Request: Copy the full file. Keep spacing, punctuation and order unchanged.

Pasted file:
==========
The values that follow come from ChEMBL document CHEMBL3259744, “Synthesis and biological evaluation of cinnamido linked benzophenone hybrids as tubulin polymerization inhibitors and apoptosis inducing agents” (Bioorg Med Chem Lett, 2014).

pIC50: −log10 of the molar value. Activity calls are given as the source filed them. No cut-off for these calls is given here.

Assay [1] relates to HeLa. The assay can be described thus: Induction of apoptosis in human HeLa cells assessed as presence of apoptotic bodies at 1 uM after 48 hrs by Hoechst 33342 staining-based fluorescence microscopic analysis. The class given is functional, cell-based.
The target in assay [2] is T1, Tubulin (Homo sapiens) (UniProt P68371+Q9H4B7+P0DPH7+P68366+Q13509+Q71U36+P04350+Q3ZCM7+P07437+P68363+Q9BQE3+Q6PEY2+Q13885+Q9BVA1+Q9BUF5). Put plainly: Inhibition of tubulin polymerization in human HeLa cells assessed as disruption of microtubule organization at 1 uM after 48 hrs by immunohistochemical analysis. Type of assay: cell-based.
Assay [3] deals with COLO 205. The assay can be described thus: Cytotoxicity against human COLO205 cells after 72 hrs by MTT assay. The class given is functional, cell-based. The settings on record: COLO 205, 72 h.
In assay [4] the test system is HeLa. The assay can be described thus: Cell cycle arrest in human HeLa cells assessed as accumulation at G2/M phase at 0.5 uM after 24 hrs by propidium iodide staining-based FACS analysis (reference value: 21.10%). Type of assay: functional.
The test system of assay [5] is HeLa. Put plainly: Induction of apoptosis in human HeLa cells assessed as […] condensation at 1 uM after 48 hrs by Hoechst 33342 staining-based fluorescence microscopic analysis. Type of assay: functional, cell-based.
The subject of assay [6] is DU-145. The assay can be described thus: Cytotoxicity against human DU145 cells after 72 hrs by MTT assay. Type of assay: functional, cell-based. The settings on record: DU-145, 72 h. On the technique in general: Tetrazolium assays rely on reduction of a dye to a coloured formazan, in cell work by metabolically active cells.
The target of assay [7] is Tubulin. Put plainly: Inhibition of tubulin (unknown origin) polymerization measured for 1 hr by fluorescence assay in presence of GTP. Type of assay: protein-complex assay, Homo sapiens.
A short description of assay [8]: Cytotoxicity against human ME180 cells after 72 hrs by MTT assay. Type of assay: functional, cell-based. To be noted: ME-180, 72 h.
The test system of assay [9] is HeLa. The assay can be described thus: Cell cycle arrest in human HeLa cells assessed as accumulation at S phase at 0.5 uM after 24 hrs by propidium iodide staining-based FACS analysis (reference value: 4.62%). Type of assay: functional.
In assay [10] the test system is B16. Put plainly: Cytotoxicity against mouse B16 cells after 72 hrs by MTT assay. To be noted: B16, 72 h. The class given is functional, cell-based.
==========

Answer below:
The values that follow come from ChEMBL document CHEMBL3259744, “Synthesis and biological evaluation of cinnamido linked benzophenone hybrids as tubulin polymerization inhibitors and apoptosis inducing agents” (Bioorg Med Chem Lett, 2014).

pIC50: −log10 of the molar value. Activity calls are given as the source filed them. No cut-off for these calls is given here.

Assay [1] relates to HeLa. The assay can be described thus: Induction of apoptosis in human HeLa cells assessed as presence of apoptotic bodies at 1 uM after 48 hrs by Hoechst 33342 staining-based fluorescence microscopic analysis. The class given is functional, cell-based.
The target in assay [2] is T1, Tubulin (Homo sapiens) (UniProt P68371+Q9H4B7+P0DPH7+P68366+Q13509+Q71U36+P04350+Q3ZCM7+P07437+P68363+Q9BQE3+Q6PEY2+Q13885+Q9BVA1+Q9BUF5). Put plainly: Inhibition of tubulin polymerization in human HeLa cells assessed as disruption of microtubule organization at 1 uM after 48 hrs by immunohistochemical analysis. Type of assay: cell-based.
Assay [3] deals with COLO 205. The assay can be described thus: Cytotoxicity against human COLO205 cells after 72 hrs by MTT assay. The class given is functional, cell-based. The settings on record: COLO 205, 72 h.
In assay [4] the test system is HeLa. The assay can be described thus: Cell cycle arrest in human HeLa cells assessed as accumulation at G2/M phase at 0.5 uM after 24 hrs by propidium iodide staining-based FACS analysis (reference value: 21.10%). Type of assay: functional.
The test system of assay [5] is HeLa. Put plainly: Induction of apoptosis in human HeLa cells assessed as […] condensation at 1 uM after 48 hrs by Hoechst 33342 staining-based fluorescence microscopic analysis. Type of assay: functional, cell-based.
The subject of assay [6] is DU-145. The assay can be described thus: Cytotoxicity against human DU145 cells after 72 hrs by MTT assay. Type of assay: functional, cell-based. The settings on record: DU-145, 72 h. On the technique in general: Tetrazolium assays rely on reduction of a dye to a coloured formazan, in cell work by metabolically active cells.
The target of assay [7] is Tubulin. Put plainly: Inhibition of tubulin (unknown origin) polymerization measured for 1 hr by fluorescence assay in presence of GTP. Type of assay: protein-complex assay, Homo sapiens.
A short description of assay [8]: Cytotoxicity against human ME180 cells after 72 hrs by MTT assay. Type of assay: functional, cell-based. To be noted: ME-180, 72 h.
The test system of assay [9] is HeLa. The assay can be described thus: Cell cycle arrest in human HeLa cells assessed as accumulation at S phase at 0.5 uM after 24 hrs by propidium iodide staining-based FACS analysis (reference value: 4.62%). Type of assay: functional.
In assay [10] the test system is B16. Put plainly: Cytotoxicity against mouse B16 cells after 72 hrs by MTT assay. To be noted: B16, 72 h. The class given is functional, cell-based.